Film & TV

Film Review: June Again

Noni Hazlehurst and Claudia Karvan star in this heart-warming drama about ageing and family.

Finally, an Australian film that celebrates an ‘ordinary’ older woman.

June Again is an incredibly raw and authentic film that celebrates the matriarch of the family in her role as Mum. With an all-star line-up, featuring three of Australia’s best – our beloved Play School presenter Noni Hazlehurst as June, Claudia Karvan as daughter Ginny, and Stephen Curry as son, Devon – this film leaves one feeling that it is all too real. All other supporting actors bring life to their characters with depth and sincerity, including the young Otis Dhanji as Piers.

When matriarch June experiences a brief lucidity from her dementia, she seeks to reunite her estranged children and ‘improve’ their lives. The ambivalent feelings children have towards a mother that has such a meddling and officious nature is orchestrated well, as is the welcome change from many films which commonly depict overbearing older women as completely insufferable.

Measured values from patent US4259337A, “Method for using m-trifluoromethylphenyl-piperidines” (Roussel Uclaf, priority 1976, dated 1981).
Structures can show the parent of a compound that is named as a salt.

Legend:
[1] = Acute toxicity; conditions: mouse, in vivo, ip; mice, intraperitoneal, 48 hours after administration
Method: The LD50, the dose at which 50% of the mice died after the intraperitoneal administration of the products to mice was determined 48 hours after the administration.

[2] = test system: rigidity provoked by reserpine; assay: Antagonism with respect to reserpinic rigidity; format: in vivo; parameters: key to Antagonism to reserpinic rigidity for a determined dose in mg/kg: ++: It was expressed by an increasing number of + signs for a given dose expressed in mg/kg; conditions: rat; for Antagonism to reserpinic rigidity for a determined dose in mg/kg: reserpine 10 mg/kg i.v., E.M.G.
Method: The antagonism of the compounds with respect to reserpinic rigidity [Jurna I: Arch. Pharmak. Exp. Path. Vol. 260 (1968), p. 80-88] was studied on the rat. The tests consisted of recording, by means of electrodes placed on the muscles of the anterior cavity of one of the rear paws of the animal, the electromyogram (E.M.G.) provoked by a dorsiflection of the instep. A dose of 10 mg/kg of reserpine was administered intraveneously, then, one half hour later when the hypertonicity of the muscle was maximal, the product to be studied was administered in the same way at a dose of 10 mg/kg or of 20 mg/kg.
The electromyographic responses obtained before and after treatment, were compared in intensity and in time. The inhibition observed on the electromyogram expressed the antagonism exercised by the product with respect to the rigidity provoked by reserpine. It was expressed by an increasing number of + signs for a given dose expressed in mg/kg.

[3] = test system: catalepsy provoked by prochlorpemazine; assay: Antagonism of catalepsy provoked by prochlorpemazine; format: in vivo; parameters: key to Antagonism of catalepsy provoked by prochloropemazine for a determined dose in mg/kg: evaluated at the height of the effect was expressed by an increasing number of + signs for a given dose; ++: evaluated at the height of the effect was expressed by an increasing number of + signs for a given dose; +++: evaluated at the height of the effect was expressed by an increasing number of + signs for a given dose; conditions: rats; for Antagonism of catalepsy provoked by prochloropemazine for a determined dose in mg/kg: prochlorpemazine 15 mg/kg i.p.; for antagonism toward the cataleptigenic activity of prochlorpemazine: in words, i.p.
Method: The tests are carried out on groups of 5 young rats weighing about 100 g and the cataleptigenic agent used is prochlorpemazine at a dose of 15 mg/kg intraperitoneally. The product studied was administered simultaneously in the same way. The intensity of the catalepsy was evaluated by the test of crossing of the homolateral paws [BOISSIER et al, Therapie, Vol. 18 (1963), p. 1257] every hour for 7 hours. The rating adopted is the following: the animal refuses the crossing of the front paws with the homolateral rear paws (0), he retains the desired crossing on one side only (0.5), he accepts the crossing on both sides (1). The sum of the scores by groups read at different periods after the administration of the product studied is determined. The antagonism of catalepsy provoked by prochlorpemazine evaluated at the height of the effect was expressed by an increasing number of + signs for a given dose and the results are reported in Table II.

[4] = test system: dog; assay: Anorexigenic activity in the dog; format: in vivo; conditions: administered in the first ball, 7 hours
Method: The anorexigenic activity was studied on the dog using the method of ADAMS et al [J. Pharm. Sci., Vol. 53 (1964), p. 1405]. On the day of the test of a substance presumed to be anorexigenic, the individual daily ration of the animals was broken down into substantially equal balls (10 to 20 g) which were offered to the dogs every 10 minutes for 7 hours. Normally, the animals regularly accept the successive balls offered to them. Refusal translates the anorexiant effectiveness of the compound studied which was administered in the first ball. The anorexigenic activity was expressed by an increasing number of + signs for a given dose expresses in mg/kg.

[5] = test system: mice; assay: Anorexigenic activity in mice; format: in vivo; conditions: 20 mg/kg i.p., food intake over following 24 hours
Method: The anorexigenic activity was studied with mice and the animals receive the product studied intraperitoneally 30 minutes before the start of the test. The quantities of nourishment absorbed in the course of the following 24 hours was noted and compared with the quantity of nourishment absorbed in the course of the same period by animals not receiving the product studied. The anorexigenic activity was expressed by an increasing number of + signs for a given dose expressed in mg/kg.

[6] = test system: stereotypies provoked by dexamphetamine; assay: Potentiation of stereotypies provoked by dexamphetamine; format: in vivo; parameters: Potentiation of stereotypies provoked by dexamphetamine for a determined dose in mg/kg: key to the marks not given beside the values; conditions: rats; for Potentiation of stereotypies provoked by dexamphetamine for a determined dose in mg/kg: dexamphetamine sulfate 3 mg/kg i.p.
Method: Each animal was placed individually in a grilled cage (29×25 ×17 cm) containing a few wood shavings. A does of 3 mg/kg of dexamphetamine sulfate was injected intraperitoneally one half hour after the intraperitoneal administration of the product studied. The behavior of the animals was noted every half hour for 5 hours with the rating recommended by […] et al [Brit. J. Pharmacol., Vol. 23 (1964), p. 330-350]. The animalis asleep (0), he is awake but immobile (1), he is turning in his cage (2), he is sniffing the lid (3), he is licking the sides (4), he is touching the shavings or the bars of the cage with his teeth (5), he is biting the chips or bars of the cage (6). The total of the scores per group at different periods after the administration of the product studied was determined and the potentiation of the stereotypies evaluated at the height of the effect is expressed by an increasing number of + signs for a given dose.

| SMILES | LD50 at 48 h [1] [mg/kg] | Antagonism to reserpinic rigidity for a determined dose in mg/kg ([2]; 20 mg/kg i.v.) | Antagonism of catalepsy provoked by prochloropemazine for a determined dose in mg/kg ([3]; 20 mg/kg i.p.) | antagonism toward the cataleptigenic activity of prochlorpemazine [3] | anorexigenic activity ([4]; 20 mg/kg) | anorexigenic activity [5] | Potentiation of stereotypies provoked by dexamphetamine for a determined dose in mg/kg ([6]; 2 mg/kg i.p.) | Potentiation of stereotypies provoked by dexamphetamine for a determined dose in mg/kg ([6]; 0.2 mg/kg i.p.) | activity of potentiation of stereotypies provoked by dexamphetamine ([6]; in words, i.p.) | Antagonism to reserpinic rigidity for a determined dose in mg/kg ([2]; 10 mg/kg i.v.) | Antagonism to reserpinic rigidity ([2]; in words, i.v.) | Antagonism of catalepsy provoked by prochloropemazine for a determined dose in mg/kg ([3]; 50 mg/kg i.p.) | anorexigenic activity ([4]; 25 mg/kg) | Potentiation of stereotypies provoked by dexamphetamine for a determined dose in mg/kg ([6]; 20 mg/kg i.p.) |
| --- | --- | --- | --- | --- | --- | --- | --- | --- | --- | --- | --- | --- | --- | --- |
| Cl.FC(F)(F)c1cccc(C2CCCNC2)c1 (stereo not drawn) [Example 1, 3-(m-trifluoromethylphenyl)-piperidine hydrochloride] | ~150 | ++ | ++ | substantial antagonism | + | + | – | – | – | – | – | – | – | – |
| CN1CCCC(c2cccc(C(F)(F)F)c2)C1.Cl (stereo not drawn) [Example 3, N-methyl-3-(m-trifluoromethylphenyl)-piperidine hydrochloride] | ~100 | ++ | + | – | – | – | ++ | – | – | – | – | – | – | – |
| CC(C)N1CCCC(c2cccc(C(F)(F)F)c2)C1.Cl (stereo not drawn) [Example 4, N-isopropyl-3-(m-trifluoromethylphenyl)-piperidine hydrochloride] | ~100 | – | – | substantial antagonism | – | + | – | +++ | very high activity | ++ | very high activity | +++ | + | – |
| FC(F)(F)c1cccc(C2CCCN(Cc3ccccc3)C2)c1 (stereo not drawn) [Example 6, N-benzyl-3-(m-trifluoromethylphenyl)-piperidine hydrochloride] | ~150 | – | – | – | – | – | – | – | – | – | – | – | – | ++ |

At the same time, the flashbacks of June as the beautiful person that she was outside of her role as mum – a lover, wife, pioneer, grandmother, and outstanding businesswoman – bring depth to a character that may otherwise be perceived as tyrannical. JJ Winlove’s screenplay also perfectly encapsulates how this matriarch’s overbearing nature stems from love, not superficiality.

With decades of experience and multiple awards won between them, the three lead actors are a formidable cast however it is it is Hazlehurst as June that is exceptional.  The contrast in her performance as June – one with dementia, the other as ‘her’ – requires exceptional skill as she navigates from being June, the force to be reckoned with and June, who understands nothing. The most heart wrenching scene is June watching a video of herself with dementia, a video she never succeeds in watching to the end, so repulsed by what she has become.

Perhaps if too close to home as an existing or potential reality, you will leave the film crying or instead, reassured that you are not alone, as the film can only be bittersweet with this type of illness. As for the entwined romantic tale, it leaves an unexpected twist; it is frequently said that the things people regret the most are opportunities lost, something she visits wholeheartedly when lucid.

With Mother’s Day being celebrated this month, it is a great one to watch.

Incredibly authentic 5 stars

[adrotate banner="159"]
To Top